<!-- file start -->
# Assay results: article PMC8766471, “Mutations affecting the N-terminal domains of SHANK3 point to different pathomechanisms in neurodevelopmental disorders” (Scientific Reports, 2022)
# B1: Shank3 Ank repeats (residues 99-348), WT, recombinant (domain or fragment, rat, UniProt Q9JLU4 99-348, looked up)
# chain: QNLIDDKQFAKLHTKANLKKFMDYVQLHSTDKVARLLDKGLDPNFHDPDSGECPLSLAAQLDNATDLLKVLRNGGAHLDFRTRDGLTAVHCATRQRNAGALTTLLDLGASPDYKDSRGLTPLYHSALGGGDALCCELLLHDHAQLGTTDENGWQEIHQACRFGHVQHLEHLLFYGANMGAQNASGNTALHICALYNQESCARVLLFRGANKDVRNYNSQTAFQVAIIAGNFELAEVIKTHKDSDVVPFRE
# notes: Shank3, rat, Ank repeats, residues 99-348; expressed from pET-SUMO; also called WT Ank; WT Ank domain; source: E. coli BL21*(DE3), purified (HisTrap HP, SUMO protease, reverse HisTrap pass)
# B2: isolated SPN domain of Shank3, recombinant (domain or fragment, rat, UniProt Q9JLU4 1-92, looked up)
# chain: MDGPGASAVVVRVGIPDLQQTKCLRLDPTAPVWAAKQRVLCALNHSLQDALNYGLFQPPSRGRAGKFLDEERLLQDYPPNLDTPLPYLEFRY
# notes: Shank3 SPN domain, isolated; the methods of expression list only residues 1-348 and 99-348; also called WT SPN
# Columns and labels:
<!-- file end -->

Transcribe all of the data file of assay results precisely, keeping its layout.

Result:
# Assay results: article PMC8766471, “Mutations affecting the N-terminal domains of SHANK3 point to different pathomechanisms in neurodevelopmental disorders” (Scientific Reports, 2022)
# B1: Shank3 Ank repeats (residues 99-348), WT, recombinant (domain or fragment, rat, UniProt Q9JLU4 99-348, looked up)
# chain: QNLIDDKQFAKLHTKANLKKFMDYVQLHSTDKVARLLDKGLDPNFHDPDSGECPLSLAAQLDNATDLLKVLRNGGAHLDFRTRDGLTAVHCATRQRNAGALTTLLDLGASPDYKDSRGLTPLYHSALGGGDALCCELLLHDHAQLGTTDENGWQEIHQACRFGHVQHLEHLLFYGANMGAQNASGNTALHICALYNQESCARVLLFRGANKDVRNYNSQTAFQVAIIAGNFELAEVIKTHKDSDVVPFRE
# notes: Shank3, rat, Ank repeats, residues 99-348; expressed from pET-SUMO; also called WT Ank; WT Ank domain; source: E. coli BL21*(DE3), purified (HisTrap HP, SUMO protease, reverse HisTrap pass)
# B2: isolated SPN domain of Shank3, recombinant (domain or fragment, rat, UniProt Q9JLU4 1-92, looked up)
# chain: MDGPGASAVVVRVGIPDLQQTKCLRLDPTAPVWAAKQRVLCALNHSLQDALNYGLFQPPSRGRAGKFLDEERLLQDYPPNLDTPLPYLEFRY
# notes: Shank3 SPN domain, isolated; the methods of expression list only residues 1-348 and 99-348; also called WT SPN
# Columns and labels: